Most studies investigating the effects of rHuEpo on exercise performance have used maximal oxygen uptake ( O2 max) tests. However, O2 max tests alone may be of little help in predicting exercise performance among athletes of similar ability [12], [13], [14], [15]. One study assessed submaximal performance in healthy male subjects and reported improvements of more than 50% in time to exhaustion on a cycle ergometer at a given 80% of O2 max whereas the increase in O2 max was approximately 12% [16]. Despite being a very interesting finding which questions the mechanisms by which rHuEpo improves submaximal exercise performance [17], the validity of the time to exhaustion test in assessing human exercise performance has been questioned [18]. In addition to being more variable than time trial tests [19], time to exhaustion tests are less likely to mimic the exercise performance environment [18], [19]. There are indeed only minimal occasions where an athlete is required to maintain a constant intensity until volitional exhaustion compared with self-paced exercise [18], [19].

The main purpose of the present study was to investigate the time course of Hbmass and related blood parameters as well as changes in running 3,000 m time trial performance following 4 weeks of rHuEpo administration in healthy trained men in order to determine whether the augmented O2 max observed in laboratory based experiments would translate into actual improvements in running performance in the field.

Methods

Ethics Statement

This study was approved by University of Glasgow Ethics Committee and conformed to the Declaration of Helsinki. All subjects underwent a medical assessment and provided written informed consent to participate. This study was part of a larger research project funded by the World Anti-Doping Agency (WADA).

Subjects

Nineteen healthy non-smoking trained men (mean ± SD, age: 26.0±4.5 yr, body mass: 74.8±7.9 kg, height: 179.8±5.4 cm) participated in this study. The subjects were regularly engaged in predominantly endurance-based activities such as running, cycling, swimming, triathlon and team sports. The subjects were divided into two groups for exercise performance analysis. The first group included subjects who had a history of running (n = 10) and the second group included the remaining subjects who were involved in other sporting activities (n = 9). Subjects were requested to maintain their normal training but abstain from official sporting competition for the duration of the research protocol. One of the subjects in the running group suffered from nasal obstruction and coughing during the study and could not perform the time trials post rHuEpo administration. The running performance data of this subject was excluded from the analyses.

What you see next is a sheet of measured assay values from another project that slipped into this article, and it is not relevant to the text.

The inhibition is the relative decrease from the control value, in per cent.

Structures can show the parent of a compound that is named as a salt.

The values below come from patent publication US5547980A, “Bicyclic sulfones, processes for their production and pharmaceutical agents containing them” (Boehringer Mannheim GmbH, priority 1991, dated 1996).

Experimental Design

Each subject subcutaneously self-injected 50 IU•kg−1 body mass of rHuEpo (NeoRecormon, Roche, Welwyn Garden City, UK) every second day for 4 weeks. Daily oral iron supplementation (∼ 100 mg of elemental iron, Ferrous Sulphate Tablets, Almus, Barnstaple, UK) was given during the 4 weeks of rHuEpo administration. Venous blood samples from an antecubital vein were obtained in triplicate at baseline (over 2 weeks prior to the first rHuEpo administration), during rHuEpo administration (on days 2, 4, 8, 10, 14, 16, 20, 22, 26, 28) and for 4 weeks after rHuEpo administration (on days 30, 35, 41, 43, 48, 50, 57). All blood samples were taken after 10 min of rest in the supine position [20]. Blood samples were homogenized using a roller mixer and then measured in triplicate using a Sysmex XT-2000i (Sysmex UK, Milton Keynes, UK). The mean value of the triplicate was reported. Resting blood pressure and heart rate were recorded three times on both arms in the supine position before blood sampling using an automated cuff oscillometric device (Boso-Medicus, Bosch & Sohn GmbH, Jungingen, Germany).

Measurements of Haemoglobin Mass and Related Blood Volumes

Hbmass was determined in triplicate prior to the first rHuEpo injection and then weekly up to 4 weeks post rHuEpo administration using the optimized CO-rebreathing method as previously described [10], [11]. Briefly, a bolus of chemically pure CO dose of 1.0 mL•kg−1 body mass was administered with the first breath through a spirometer and rebreathed for 2 min with 4 L of oxygen. Change in percent carboxyhaemoglobin in venous blood samples from baseline to 8 min after CO administration was measured using a blood gas analyzer (ABL 725, Radiometer, Copenhagen, Denmark). CO concentration was measured using the Pac 7000 Draeger CO-analyzer (Draeger Safety, Northumberland, UK) and an estimated alveolar ventilation of 7.5 l•min−1 was used for calculations. Hbmass as well as blood, red cell and plasma volume were calculated as previously described elsewhere [11]. Blood volume was derived by dividing Hbmass by the haemoglobin concentration. Red cell volume was obtained by multiplying blood volume by the haematocrit and plasma volume was then calculated by subtracting red cell volume from blood volume. The typical error of measurement for Hbmass calculated from the two first baseline measurements was 1.5% (95% confidence interval (CI) 1.1 to 2.2%). The typical error of measurement for blood, red cell and plasma volume between the two weeks prior to the first rHuEpo administration were 2.4%, 1.6% and 3.6% (CI 1.8 to 3.5, 1.2 to 2.4 and 2.7 to 5.3), respectively.

Running Performance Assessment